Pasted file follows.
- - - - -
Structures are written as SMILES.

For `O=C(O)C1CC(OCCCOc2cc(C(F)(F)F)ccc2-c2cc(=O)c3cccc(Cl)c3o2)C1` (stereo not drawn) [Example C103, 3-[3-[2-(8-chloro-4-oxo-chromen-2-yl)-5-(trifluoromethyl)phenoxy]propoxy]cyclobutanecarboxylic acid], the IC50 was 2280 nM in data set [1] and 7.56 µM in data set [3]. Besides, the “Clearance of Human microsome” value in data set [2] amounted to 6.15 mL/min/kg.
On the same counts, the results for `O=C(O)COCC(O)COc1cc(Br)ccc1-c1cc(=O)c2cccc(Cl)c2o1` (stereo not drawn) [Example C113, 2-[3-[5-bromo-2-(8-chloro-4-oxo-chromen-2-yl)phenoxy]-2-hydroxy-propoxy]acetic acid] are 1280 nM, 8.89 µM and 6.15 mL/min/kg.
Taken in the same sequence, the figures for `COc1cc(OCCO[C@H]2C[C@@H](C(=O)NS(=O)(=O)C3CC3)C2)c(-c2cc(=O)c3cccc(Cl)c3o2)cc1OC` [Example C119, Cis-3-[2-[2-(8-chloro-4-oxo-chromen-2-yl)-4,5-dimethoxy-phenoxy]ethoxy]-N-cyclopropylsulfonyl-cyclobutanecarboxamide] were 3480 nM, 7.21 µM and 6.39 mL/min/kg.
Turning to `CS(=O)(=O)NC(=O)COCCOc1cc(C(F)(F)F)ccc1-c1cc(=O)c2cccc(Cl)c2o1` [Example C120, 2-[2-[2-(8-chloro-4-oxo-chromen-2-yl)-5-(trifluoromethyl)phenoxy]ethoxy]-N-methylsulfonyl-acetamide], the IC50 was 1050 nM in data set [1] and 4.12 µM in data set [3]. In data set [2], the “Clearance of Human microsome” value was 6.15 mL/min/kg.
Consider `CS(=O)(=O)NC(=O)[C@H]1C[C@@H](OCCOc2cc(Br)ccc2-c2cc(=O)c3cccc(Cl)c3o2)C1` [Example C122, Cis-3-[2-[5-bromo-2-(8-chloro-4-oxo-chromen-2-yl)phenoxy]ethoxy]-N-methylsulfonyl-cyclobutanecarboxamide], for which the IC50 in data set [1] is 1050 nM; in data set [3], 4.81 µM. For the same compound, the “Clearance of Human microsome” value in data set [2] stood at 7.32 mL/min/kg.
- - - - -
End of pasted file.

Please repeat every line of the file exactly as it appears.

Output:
Structures are written as SMILES.

For `O=C(O)C1CC(OCCCOc2cc(C(F)(F)F)ccc2-c2cc(=O)c3cccc(Cl)c3o2)C1` (stereo not drawn) [Example C103, 3-[3-[2-(8-chloro-4-oxo-chromen-2-yl)-5-(trifluoromethyl)phenoxy]propoxy]cyclobutanecarboxylic acid], the IC50 was 2280 nM in data set [1] and 7.56 µM in data set [3]. Besides, the “Clearance of Human microsome” value in data set [2] amounted to 6.15 mL/min/kg.
On the same counts, the results for `O=C(O)COCC(O)COc1cc(Br)ccc1-c1cc(=O)c2cccc(Cl)c2o1` (stereo not drawn) [Example C113, 2-[3-[5-bromo-2-(8-chloro-4-oxo-chromen-2-yl)phenoxy]-2-hydroxy-propoxy]acetic acid] are 1280 nM, 8.89 µM and 6.15 mL/min/kg.
Taken in the same sequence, the figures for `COc1cc(OCCO[C@H]2C[C@@H](C(=O)NS(=O)(=O)C3CC3)C2)c(-c2cc(=O)c3cccc(Cl)c3o2)cc1OC` [Example C119, Cis-3-[2-[2-(8-chloro-4-oxo-chromen-2-yl)-4,5-dimethoxy-phenoxy]ethoxy]-N-cyclopropylsulfonyl-cyclobutanecarboxamide] were 3480 nM, 7.21 µM and 6.39 mL/min/kg.
Turning to `CS(=O)(=O)NC(=O)COCCOc1cc(C(F)(F)F)ccc1-c1cc(=O)c2cccc(Cl)c2o1` [Example C120, 2-[2-[2-(8-chloro-4-oxo-chromen-2-yl)-5-(trifluoromethyl)phenoxy]ethoxy]-N-methylsulfonyl-acetamide], the IC50 was 1050 nM in data set [1] and 4.12 µM in data set [3]. In data set [2], the “Clearance of Human microsome” value was 6.15 mL/min/kg.
Consider `CS(=O)(=O)NC(=O)[C@H]1C[C@@H](OCCOc2cc(Br)ccc2-c2cc(=O)c3cccc(Cl)c3o2)C1` [Example C122, Cis-3-[2-[5-bromo-2-(8-chloro-4-oxo-chromen-2-yl)phenoxy]ethoxy]-N-methylsulfonyl-cyclobutanecarboxamide], for which the IC50 in data set [1] is 1050 nM; in data set [3], 4.81 µM. For the same compound, the “Clearance of Human microsome” value in data set [2] stood at 7.32 mL/min/kg.